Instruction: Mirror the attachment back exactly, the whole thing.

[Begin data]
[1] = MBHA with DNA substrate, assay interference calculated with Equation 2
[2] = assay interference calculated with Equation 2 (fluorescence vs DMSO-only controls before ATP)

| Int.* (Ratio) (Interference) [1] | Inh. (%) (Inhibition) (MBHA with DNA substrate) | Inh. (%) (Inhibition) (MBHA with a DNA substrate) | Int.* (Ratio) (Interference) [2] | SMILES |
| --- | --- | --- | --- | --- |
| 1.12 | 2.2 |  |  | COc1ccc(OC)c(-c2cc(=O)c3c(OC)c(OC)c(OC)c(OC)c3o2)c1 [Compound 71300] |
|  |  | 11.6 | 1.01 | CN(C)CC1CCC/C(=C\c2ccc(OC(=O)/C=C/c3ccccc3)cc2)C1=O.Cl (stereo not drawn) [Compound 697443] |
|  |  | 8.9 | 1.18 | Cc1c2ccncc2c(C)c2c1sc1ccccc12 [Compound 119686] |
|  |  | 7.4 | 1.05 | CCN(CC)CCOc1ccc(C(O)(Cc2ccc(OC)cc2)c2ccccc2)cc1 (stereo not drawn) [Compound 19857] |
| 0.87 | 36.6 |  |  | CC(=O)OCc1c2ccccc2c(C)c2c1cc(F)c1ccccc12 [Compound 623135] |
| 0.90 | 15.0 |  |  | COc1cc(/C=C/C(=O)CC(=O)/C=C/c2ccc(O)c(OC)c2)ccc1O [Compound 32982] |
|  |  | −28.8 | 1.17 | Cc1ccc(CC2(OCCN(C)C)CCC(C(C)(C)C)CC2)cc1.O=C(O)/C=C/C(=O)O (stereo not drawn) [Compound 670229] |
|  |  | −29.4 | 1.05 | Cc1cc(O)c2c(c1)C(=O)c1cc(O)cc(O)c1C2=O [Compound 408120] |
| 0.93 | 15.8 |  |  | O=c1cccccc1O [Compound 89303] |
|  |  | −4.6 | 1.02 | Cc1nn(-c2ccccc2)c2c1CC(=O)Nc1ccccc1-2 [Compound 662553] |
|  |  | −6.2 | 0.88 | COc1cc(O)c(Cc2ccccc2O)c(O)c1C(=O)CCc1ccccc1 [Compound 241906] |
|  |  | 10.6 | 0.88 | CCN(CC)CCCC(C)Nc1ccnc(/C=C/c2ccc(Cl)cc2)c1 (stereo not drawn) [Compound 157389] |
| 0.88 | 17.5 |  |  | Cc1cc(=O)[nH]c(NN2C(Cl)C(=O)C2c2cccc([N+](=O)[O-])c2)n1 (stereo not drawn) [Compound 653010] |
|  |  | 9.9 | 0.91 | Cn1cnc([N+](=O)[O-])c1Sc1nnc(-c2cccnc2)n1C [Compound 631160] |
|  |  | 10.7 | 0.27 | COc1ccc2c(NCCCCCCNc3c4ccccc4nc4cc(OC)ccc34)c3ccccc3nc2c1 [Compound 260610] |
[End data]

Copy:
[1] = MBHA with DNA substrate, assay interference calculated with Equation 2
[2] = assay interference calculated with Equation 2 (fluorescence vs DMSO-only controls before ATP)

| Int.* (Ratio) (Interference) [1] | Inh. (%) (Inhibition) (MBHA with DNA substrate) | Inh. (%) (Inhibition) (MBHA with a DNA substrate) | Int.* (Ratio) (Interference) [2] | SMILES |
| --- | --- | --- | --- | --- |
| 1.12 | 2.2 |  |  | COc1ccc(OC)c(-c2cc(=O)c3c(OC)c(OC)c(OC)c(OC)c3o2)c1 [Compound 71300] |
|  |  | 11.6 | 1.01 | CN(C)CC1CCC/C(=C\c2ccc(OC(=O)/C=C/c3ccccc3)cc2)C1=O.Cl (stereo not drawn) [Compound 697443] |
|  |  | 8.9 | 1.18 | Cc1c2ccncc2c(C)c2c1sc1ccccc12 [Compound 119686] |
|  |  | 7.4 | 1.05 | CCN(CC)CCOc1ccc(C(O)(Cc2ccc(OC)cc2)c2ccccc2)cc1 (stereo not drawn) [Compound 19857] |
| 0.87 | 36.6 |  |  | CC(=O)OCc1c2ccccc2c(C)c2c1cc(F)c1ccccc12 [Compound 623135] |
| 0.90 | 15.0 |  |  | COc1cc(/C=C/C(=O)CC(=O)/C=C/c2ccc(O)c(OC)c2)ccc1O [Compound 32982] |
|  |  | −28.8 | 1.17 | Cc1ccc(CC2(OCCN(C)C)CCC(C(C)(C)C)CC2)cc1.O=C(O)/C=C/C(=O)O (stereo not drawn) [Compound 670229] |
|  |  | −29.4 | 1.05 | Cc1cc(O)c2c(c1)C(=O)c1cc(O)cc(O)c1C2=O [Compound 408120] |
| 0.93 | 15.8 |  |  | O=c1cccccc1O [Compound 89303] |
|  |  | −4.6 | 1.02 | Cc1nn(-c2ccccc2)c2c1CC(=O)Nc1ccccc1-2 [Compound 662553] |
|  |  | −6.2 | 0.88 | COc1cc(O)c(Cc2ccccc2O)c(O)c1C(=O)CCc1ccccc1 [Compound 241906] |
|  |  | 10.6 | 0.88 | CCN(CC)CCCC(C)Nc1ccnc(/C=C/c2ccc(Cl)cc2)c1 (stereo not drawn) [Compound 157389] |
| 0.88 | 17.5 |  |  | Cc1cc(=O)[nH]c(NN2C(Cl)C(=O)C2c2cccc([N+](=O)[O-])c2)n1 (stereo not drawn) [Compound 653010] |
|  |  | 9.9 | 0.91 | Cn1cnc([N+](=O)[O-])c1Sc1nnc(-c2cccnc2)n1C [Compound 631160] |
|  |  | 10.7 | 0.27 | COc1ccc2c(NCCCCCCNc3c4ccccc4nc4cc(OC)ccc34)c3ccccc3nc2c1 [Compound 260610] |